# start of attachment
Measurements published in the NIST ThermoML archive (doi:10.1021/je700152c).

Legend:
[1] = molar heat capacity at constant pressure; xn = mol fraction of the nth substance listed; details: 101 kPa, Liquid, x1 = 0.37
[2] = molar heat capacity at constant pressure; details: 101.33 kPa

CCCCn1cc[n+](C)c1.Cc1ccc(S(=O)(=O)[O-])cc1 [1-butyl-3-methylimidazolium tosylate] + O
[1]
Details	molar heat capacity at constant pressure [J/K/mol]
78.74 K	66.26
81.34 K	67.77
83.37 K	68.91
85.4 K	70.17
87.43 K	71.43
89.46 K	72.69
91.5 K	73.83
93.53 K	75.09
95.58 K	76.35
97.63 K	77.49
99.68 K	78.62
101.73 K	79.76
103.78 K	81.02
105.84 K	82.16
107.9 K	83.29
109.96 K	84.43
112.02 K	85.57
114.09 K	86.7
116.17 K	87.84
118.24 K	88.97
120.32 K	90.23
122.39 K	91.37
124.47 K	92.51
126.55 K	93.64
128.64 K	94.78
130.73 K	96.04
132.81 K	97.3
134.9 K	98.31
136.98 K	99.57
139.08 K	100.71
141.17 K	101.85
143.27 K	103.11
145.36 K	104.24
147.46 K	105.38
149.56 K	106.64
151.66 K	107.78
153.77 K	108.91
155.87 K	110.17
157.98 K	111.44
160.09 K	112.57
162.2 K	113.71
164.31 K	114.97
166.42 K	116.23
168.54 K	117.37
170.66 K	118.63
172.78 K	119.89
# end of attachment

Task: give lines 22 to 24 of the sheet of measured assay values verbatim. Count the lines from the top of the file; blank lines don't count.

107.9 K	83.29
109.96 K	84.43
112.02 K	85.57